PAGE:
An apocalypse to end all apocalypses
In this highly-anticipated performance, British Asian dancer-choreographer Akram Khan makes his last appearance in a full length solo last night at Sadler’s Wells Theatre. Amongst low lying stars, Khan delivers an elegy for the world while percussionist BC Manjunath and singer Aditya Prakash gradually fill the room with a classical Indian lament that soon transported us on a journey to the wake of World War One.
The set up was at times inviting as is any abode, other times it quickly turned ominous. Often shifting between Kathakali and contemporary tecniques, Khan plays the wistful soldier as he tumbles and writhes on the ground that slopes upwards towards a lip of an intimidating trench, not unlike those at the frontline of battle. At one moment, all his material possessions are pulled away from him before his eyes, into the abyss of darkness behind the trough. He resists and reaches towards the menace, disappearing soon after into the shadows.
The sweeping sounds of the earth become a bellowing echo of one’s inner turmoil and the stage transforms into the edge of the world with Khan at the centre of its precipice. He performs a laborious soliloquy that strikes a fine balance between an inquisitive playfulness and a more sombre compliance. Where a guiding light repeatedly becomes a dystopic surveillance ‘eye’, there was a seething menace throughout Khan’s search for his own escape and liberation amid the haunting shadows of World War One.
Do not think this is war. This is not war. This is the ending of the world.
Xenos, which translates to ‘foreigner’ or ‘stranger’ in Greek, is an apocalypse to end all apocalypses. From the onset, Khan already warns us in a big brother voice that speaks to us at the beginning: “Do not think this is war. This is not war. This is the ending of the world.” In a blistering 65-minutes solo, Khan dances the struggle of the everyman – the Otherman – one that is so desperately individual as it is universally relatable. Xenosis the grand summation of our emotional volatility for the wars before that had broken men and in a peculiar way, the war of our post-truth today. Through the pulsating movements, both physically and musically, it is altogether hysterical, melancholic, desperate, passionate and hopeful.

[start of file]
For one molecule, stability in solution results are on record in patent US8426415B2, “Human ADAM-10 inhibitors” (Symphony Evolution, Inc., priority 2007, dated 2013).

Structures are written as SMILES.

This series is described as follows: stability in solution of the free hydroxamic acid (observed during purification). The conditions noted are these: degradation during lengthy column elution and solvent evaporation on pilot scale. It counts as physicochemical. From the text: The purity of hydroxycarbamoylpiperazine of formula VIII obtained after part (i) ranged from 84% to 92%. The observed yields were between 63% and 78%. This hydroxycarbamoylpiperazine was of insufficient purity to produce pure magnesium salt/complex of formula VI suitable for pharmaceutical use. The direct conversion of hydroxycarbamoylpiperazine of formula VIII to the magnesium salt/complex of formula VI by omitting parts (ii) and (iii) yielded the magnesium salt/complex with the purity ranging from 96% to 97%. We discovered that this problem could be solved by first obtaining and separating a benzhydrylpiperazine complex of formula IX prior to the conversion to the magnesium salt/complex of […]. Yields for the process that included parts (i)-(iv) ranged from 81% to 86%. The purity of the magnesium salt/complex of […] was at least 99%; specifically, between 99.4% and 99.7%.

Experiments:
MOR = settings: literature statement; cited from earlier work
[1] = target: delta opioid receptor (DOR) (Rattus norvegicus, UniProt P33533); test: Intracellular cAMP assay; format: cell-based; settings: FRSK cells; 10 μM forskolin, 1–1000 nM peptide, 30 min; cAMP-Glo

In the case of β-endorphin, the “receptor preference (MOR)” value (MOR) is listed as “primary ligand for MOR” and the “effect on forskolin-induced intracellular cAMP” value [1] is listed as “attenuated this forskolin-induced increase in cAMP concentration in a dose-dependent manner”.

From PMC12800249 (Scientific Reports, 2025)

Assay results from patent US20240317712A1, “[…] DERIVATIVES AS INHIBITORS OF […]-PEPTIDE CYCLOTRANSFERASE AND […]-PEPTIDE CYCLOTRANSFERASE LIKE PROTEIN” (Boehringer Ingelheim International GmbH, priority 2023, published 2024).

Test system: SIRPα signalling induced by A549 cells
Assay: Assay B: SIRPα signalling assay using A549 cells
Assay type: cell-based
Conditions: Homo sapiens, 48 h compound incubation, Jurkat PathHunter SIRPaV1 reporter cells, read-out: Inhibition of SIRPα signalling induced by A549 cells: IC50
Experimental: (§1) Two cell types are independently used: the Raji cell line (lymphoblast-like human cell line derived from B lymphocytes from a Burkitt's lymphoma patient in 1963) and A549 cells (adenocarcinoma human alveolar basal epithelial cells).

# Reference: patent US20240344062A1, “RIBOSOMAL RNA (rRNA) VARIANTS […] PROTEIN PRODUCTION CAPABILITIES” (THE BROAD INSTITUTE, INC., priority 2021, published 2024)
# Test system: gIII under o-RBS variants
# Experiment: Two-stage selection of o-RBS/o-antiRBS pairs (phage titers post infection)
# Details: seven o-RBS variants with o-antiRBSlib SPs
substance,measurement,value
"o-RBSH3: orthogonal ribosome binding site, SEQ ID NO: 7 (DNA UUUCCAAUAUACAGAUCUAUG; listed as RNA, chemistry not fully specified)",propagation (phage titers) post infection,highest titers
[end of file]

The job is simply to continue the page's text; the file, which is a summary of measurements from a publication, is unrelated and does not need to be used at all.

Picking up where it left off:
Along with 5 world-class musicians and Khan’s other interlocutors (from lighting design to stage), Khan’s requiem for a post-war dream is William Blake’s ‘Auguries of Innocence’ personified: In the nameless soldier’s wrestle between pain and freedom, hope and desperation, we see the world in a grain of sand, and Heaven in a wildflower; hold infinity in the palm of [our] hand, and eternity in an hour.
XENOS — Akram Khan Company
Sadler’s Wells Theatre
29 May – 9 Jun 2018